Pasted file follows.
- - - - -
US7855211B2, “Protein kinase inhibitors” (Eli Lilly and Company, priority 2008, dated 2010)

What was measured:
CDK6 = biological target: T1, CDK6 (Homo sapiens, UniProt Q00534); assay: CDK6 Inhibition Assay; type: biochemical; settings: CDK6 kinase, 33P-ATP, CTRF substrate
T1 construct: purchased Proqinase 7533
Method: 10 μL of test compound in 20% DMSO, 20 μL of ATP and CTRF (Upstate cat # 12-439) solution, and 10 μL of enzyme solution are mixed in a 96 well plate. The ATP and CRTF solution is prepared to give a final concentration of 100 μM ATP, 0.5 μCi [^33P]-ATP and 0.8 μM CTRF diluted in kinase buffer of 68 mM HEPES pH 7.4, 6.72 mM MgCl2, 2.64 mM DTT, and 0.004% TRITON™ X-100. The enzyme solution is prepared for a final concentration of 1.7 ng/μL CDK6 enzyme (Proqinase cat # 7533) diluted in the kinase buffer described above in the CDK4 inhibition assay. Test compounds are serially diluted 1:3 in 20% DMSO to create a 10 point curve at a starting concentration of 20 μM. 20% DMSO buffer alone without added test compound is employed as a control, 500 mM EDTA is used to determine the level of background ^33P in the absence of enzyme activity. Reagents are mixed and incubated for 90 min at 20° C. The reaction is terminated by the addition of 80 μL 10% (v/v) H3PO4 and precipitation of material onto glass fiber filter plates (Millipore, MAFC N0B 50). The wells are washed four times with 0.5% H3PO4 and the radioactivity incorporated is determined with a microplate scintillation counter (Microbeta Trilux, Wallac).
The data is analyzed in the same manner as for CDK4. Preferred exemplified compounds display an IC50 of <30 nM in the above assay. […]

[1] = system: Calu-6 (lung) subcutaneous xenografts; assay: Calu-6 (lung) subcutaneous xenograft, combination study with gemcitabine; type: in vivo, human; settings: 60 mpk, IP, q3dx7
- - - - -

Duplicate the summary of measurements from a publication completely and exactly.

US7855211B2, “Protein kinase inhibitors” (Eli Lilly and Company, priority 2008, dated 2010)

What was measured:
CDK6 = biological target: T1, CDK6 (Homo sapiens, UniProt Q00534); assay: CDK6 Inhibition Assay; type: biochemical; settings: CDK6 kinase, 33P-ATP, CTRF substrate
T1 construct: purchased Proqinase 7533
Method: 10 μL of test compound in 20% DMSO, 20 μL of ATP and CTRF (Upstate cat # 12-439) solution, and 10 μL of enzyme solution are mixed in a 96 well plate. The ATP and CRTF solution is prepared to give a final concentration of 100 μM ATP, 0.5 μCi [^33P]-ATP and 0.8 μM CTRF diluted in kinase buffer of 68 mM HEPES pH 7.4, 6.72 mM MgCl2, 2.64 mM DTT, and 0.004% TRITON™ X-100. The enzyme solution is prepared for a final concentration of 1.7 ng/μL CDK6 enzyme (Proqinase cat # 7533) diluted in the kinase buffer described above in the CDK4 inhibition assay. Test compounds are serially diluted 1:3 in 20% DMSO to create a 10 point curve at a starting concentration of 20 μM. 20% DMSO buffer alone without added test compound is employed as a control, 500 mM EDTA is used to determine the level of background ^33P in the absence of enzyme activity. Reagents are mixed and incubated for 90 min at 20° C. The reaction is terminated by the addition of 80 μL 10% (v/v) H3PO4 and precipitation of material onto glass fiber filter plates (Millipore, MAFC N0B 50). The wells are washed four times with 0.5% H3PO4 and the radioactivity incorporated is determined with a microplate scintillation counter (Microbeta Trilux, Wallac).
The data is analyzed in the same manner as for CDK4. Preferred exemplified compounds display an IC50 of <30 nM in the above assay. […]

[1] = system: Calu-6 (lung) subcutaneous xenografts; assay: Calu-6 (lung) subcutaneous xenograft, combination study with gemcitabine; type: in vivo, human; settings: 60 mpk, IP, q3dx7